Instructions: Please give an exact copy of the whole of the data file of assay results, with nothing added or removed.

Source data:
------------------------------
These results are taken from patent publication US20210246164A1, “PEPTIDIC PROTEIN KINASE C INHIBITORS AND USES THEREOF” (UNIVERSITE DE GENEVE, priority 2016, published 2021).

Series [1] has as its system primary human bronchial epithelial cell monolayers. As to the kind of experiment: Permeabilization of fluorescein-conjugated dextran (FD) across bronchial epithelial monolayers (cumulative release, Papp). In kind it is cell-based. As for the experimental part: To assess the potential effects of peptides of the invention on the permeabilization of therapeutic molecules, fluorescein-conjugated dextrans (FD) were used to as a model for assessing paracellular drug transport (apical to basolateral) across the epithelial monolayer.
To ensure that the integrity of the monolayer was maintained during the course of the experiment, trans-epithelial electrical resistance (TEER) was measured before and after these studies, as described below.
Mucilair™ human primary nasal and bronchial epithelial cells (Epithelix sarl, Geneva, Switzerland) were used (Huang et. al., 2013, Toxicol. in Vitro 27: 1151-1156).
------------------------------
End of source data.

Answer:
These results are taken from patent publication US20210246164A1, “PEPTIDIC PROTEIN KINASE C INHIBITORS AND USES THEREOF” (UNIVERSITE DE GENEVE, priority 2016, published 2021).

Series [1] has as its system primary human bronchial epithelial cell monolayers. As to the kind of experiment: Permeabilization of fluorescein-conjugated dextran (FD) across bronchial epithelial monolayers (cumulative release, Papp). In kind it is cell-based. As for the experimental part: To assess the potential effects of peptides of the invention on the permeabilization of therapeutic molecules, fluorescein-conjugated dextrans (FD) were used to as a model for assessing paracellular drug transport (apical to basolateral) across the epithelial monolayer.
To ensure that the integrity of the monolayer was maintained during the course of the experiment, trans-epithelial electrical resistance (TEER) was measured before and after these studies, as described below.
Mucilair™ human primary nasal and bronchial epithelial cells (Epithelix sarl, Geneva, Switzerland) were used (Huang et. al., 2013, Toxicol. in Vitro 27: 1151-1156).